'Rudolph the Red-Nosed Reindeer' Called out by Viewers for Its Bullying Scenes

1964 Classic Christmas story "Rudolph the Red-Nosed Reindeer" comes under massive criticism as social media users blow hot over scenes that project bullying. 

The Christmas season is upon us yet again. The time for good tidings, gifts sharing, and lots of Christmas-themed movies and TV specials being cycled non-stop on TV.

Picture of a giant Christmas tree at the Christmas market at the Main Square in Krakow. | Photo: Getty Images

Picture of a giant Christmas tree at the Christmas market at the Main Square in Krakow. | Photo: Getty Images

In the spirit of the holiday season, CBS in its usual tradition on Monday aired the 55 minutes long 1964 classic as one of its Christmas specials.

Although the story ended on a happy note with Rudolph being called upon to lead Santa's sleigh, the red-nosed reindeer became a laughing stock when his black nose covering which he used as a camouflage to look like the others fell off during practice.

Rudolph, together with his unique looking friends, Hermie and Yukon Cornelius, are banished to the Island of the Misfit toys where the king again rejected them for not being misfit enough. On their return to the North Pole, Santa apologizes to Rudolph and honors him with the position of guiding his sleigh.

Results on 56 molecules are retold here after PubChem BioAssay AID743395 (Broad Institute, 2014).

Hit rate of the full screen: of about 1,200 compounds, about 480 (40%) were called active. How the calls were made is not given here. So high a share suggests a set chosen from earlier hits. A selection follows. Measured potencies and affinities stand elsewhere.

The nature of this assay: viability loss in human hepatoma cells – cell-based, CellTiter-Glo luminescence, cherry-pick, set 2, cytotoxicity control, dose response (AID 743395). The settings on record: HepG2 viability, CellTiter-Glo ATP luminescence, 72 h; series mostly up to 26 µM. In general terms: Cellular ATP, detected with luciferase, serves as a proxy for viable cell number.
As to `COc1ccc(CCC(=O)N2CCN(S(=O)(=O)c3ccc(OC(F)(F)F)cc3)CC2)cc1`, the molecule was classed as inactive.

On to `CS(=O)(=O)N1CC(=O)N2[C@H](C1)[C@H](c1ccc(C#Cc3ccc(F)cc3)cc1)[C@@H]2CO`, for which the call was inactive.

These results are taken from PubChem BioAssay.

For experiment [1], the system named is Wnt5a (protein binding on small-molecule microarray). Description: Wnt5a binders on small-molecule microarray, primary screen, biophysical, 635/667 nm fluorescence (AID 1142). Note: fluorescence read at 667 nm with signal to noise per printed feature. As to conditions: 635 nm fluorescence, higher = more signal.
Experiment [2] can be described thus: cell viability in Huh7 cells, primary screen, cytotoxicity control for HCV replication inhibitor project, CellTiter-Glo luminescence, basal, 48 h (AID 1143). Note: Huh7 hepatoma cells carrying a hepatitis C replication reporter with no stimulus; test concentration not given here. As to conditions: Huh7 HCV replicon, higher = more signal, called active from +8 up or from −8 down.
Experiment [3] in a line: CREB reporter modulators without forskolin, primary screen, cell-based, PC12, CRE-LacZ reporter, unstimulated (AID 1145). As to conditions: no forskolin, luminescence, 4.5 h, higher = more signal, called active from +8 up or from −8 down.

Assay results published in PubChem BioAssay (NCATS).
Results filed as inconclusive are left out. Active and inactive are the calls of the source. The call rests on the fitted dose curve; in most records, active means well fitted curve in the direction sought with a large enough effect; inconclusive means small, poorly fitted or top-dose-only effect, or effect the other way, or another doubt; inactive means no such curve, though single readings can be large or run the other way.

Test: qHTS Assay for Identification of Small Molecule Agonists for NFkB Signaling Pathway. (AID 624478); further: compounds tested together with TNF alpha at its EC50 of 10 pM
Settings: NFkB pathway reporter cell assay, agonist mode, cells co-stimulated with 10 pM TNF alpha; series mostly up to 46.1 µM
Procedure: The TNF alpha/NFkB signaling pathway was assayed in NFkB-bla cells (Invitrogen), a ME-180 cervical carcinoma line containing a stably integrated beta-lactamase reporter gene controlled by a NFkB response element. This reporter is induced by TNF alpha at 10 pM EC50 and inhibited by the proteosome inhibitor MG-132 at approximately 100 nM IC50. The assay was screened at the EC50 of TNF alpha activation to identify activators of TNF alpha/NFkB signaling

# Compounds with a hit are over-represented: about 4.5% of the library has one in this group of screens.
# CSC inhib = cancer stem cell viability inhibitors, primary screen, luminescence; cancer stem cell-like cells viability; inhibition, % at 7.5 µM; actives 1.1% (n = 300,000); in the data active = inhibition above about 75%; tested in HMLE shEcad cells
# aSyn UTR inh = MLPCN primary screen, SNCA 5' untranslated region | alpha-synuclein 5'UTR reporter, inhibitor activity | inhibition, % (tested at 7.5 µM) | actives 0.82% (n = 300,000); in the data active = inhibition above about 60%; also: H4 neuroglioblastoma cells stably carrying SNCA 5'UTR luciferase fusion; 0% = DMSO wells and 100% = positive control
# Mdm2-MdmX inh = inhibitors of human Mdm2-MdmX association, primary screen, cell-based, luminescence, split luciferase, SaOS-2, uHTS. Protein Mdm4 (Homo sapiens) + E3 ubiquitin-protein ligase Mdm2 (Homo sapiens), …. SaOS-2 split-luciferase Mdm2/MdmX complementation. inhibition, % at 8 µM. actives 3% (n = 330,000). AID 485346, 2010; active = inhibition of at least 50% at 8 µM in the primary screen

Viewers of this classic have taken to their social media accounts to register their displeasure at the parts of the movie that trampled on Rudolphs' insecurity.

A twitter user, while comparing it to another holiday-themed movie, declared the video unfit for children. The user described the bullying and shaming in the film as the saddest thing ever. She wrote:

"As an adult, Rudolph is the saddest thing ever with the bullying and shaming and mean Santa. And these are children's shows? No wonder we're all messed up!"

Another Twitter user felt Santa was to be blamed for the bullying culture since he put the reindeers under pressure. He wrote:

"Ultimately, you have to blame Santa for the bullying culture at the North Pole. Santa put pressure on his reindeer, so they felt like they had to have the perfect children."

Santa and Rudolph the red nosed reindeer and a video screen projection are part of a private homes Christmas lights display on candy cane lane in El Segundo | Photo: Getty Images

Santa and Rudolph the red nosed reindeer and a video screen projection are part of a private homes Christmas lights display on candy cane lane in El Segundo | Photo: Getty Images

This twitter user chronicled his thoughts in a tweet, he wrote :

"... it's incredible the amount of "bullying" going on."

In 2018, a cast on the "Rudolph the Red-Nosed Reindeer" reacted after Huffington Post tweeted about how problematic the movie was.

The voice actor who portrayed Sue in the classic told TMZ that the end of the movie resolved all the negatives, and that points out a lesson to bullies.

The "Rudolph the Red-Nosed Reindeer" made its debut in 1964 on NBC. Since it's release, it has been broadcast every holiday, making it the longest-running Christmas special on TV. 

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